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Printed electronics could be next disruptive technology

February 1, 2006

4 Min Read
Printed electronics could be next disruptive technology

Printed electronics is poised to become a high-volume, low-cost electronic devices production step that replaces costly silicon fabrication facilities. But what''s in it for processors?

Printed electronics appears for now a tangential technology at best for most processors, but it is one processors, and especially ones involved in micromolding or film conversion, may want to keep in mind. Often referred to as plastic electronics because light-emitting polymers are printed onto plastic or metal films or onto paper, printed electronics appears poised to be a huge technological leap that will affect plastics processing in ways not yet entirely clear.

Some large film processors with backwards integration into chemicals/plastics suppliers (and their R&D budgets), including DuPont TeijinFilms and Mitsubishi PolyesterFilm, already are heavily engaged in printed electronics development. Leonhard Kurz GmbH (Fuerth, Germany), one of the plastics industry''s leading suppliers of films for inmold decoration, also is devoting research to it. These and others view printed electronics as a potential `disruptive technology'' that changes how an entire industry functions, much as the Internet has revolutionized the music and publishing industries.

In addition, printed electronics will affect many of the largest end-use markets for processors including automotive and electrical/electronics. Consultant IDTechEx forecasts plastic electronics will be a $30 billion industry by 2015, and could reach as much as $250 billion by 2025. Printed electronics are of huge interest to a broad spectrum of OEMs, yet another reason processors will want to stay tuned. Late last year the Plastic Electronics conference in Frankfurt, Germany drew delegates from around the world including from well-known OEMs Nokia, DaimlerChrysler, Motorola, Panasonic, Samsung, Siemens, and Sony.

The cellular phone industry is one of many interested in printed electronics. "Each handset has at least one display, and many have two. So there are over a billion displays (in cell phones in circulation), at about ?10 per display," explained Antli Lääperio, Sr. VP audio-visual products at Nokia Research (Helsinki), during the Frankfurt conference. He predicts a low-cost manufacturing process for printed electronics that is competitive with glass-based LCD manufacturing could be ready by 2010 but notes the glass industry won''t slow its own development.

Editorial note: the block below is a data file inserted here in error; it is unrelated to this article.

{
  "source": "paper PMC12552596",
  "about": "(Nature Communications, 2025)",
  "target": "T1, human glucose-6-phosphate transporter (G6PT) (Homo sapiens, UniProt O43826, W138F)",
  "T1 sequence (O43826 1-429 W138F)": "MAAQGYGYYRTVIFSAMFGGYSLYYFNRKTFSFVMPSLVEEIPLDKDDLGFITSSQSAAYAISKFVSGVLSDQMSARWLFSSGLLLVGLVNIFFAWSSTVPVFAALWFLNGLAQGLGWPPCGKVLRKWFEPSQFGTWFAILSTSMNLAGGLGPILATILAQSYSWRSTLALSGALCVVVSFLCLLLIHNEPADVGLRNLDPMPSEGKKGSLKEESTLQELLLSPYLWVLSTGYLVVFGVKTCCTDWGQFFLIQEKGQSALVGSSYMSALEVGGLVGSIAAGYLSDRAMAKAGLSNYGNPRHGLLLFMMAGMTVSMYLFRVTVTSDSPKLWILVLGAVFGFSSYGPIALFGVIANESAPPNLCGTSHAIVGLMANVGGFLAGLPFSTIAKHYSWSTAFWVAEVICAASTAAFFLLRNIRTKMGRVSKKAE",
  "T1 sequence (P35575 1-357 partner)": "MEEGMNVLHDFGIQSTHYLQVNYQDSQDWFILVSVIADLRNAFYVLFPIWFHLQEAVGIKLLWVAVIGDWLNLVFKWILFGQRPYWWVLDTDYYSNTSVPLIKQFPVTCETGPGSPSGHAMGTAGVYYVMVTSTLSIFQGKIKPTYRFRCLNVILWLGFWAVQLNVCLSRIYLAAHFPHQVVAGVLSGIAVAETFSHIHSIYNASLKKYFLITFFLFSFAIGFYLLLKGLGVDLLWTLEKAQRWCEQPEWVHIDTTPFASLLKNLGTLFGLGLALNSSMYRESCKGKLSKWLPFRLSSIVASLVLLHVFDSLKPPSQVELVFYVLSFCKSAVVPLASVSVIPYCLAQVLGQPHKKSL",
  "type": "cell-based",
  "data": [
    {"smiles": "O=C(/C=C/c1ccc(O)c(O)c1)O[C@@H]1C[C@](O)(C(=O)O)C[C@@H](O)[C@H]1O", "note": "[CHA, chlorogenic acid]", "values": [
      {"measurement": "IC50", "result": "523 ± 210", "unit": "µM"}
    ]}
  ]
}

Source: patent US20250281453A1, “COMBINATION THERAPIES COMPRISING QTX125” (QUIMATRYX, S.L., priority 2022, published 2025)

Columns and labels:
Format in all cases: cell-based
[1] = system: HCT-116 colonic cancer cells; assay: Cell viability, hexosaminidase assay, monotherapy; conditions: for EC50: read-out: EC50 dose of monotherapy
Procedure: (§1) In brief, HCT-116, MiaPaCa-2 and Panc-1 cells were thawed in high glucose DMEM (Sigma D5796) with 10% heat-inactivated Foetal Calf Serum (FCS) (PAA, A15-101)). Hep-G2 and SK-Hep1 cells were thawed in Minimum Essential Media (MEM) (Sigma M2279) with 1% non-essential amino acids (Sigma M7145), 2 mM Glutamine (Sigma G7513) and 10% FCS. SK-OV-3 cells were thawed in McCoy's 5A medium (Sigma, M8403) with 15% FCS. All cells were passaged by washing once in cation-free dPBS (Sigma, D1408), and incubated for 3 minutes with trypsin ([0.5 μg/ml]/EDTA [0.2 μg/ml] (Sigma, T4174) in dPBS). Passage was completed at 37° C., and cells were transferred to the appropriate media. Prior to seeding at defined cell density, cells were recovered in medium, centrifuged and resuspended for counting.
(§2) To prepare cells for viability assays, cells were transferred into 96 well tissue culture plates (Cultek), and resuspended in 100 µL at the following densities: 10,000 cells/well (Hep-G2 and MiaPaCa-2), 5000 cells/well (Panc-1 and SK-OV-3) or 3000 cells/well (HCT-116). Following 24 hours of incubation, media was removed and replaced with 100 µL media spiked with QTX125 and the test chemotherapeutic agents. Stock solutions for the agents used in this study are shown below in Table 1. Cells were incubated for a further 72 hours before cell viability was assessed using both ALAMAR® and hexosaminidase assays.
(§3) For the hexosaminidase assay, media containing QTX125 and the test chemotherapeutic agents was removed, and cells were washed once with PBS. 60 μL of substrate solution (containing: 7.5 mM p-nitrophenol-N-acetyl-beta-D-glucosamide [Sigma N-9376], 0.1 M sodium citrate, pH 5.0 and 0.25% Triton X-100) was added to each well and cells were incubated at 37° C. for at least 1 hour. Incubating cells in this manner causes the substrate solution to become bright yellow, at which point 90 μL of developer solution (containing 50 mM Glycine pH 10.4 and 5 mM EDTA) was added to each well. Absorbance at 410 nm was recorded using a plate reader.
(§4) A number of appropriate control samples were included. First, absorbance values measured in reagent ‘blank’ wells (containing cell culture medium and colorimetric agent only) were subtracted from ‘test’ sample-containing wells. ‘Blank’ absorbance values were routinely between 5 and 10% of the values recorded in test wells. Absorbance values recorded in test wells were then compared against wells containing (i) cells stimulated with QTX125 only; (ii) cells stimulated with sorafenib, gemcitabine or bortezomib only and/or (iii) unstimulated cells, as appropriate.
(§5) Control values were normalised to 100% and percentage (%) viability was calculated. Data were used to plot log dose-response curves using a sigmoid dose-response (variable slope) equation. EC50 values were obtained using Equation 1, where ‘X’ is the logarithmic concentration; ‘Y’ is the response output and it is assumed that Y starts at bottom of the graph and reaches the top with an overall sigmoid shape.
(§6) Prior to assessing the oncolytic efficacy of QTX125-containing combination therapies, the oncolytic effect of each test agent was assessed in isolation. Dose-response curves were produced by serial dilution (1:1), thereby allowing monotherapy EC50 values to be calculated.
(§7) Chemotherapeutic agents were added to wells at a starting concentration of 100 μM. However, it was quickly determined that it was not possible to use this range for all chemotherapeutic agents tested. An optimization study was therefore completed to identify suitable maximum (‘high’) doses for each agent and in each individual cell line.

Among firms expected to lead the charge into this future market are Plastic Logic (Cambridge, England), which has developed equipment and technologies for printing transistors on plastic films, with a goal of replacing silicon-based displays in laptops, industrial signage, and many other applications. Stuart Evans, CEO at Plastic Logic, says his firm last year installed a $10 million prototype line and expects manufacturing ramp-up for commercial projects as early as 2008. Resolution on the flexible displays his firm makes has improved from 50 pixels per inch (ppi) in May 2004 to 100 ppi by December that year, to 300 ppi last May.

In December 2005 Plastic Logic revealed what it claims is the largest flexible organic active matrix display yet made. The 10-inch diagonal display consists of a flexible, 100-ppi-resolution, printed backplane driving an electronic paper front plane. The thickness of the display when laminated with imaging film is less than 0.4 mm. The backplane substrate is made from PET supplied by DuPont Teijin Films.

Martin Schoeppler, VP corporate strategic business development at Dimatix (Santa Clara, CA), a manufacturer of specialized ink jet print heads and inks, says his firm''s goal is development of ink jetting into a microproduction process for manufacture of electronic and bioscience applications. His firm hopes its printers will see use in applications such as printing of liquid crystal displays (LCDs) and other displays. Dimatix printers spray picoliter-sized drops of light-emitting polymers onto these screens.

Plastics processors may eventually find use for such printers, he says, for instance for decoration of very tiny, nanoscale items. One future application may be the postmolding of circuits to a cellular phone or other electronic device''s exterior casing. "You''d need a way to deposit the circuit onto the phone," he says, discounting inmold technologies as too damaging to these circuits.

It is difficult as yet to know exactly how printed electronics will impact plastics processing. But the questions are how and when it will occur, not if-reason enough for processors to keep an eye on this rapidly developing technology.

Matthew Defosse [email protected]

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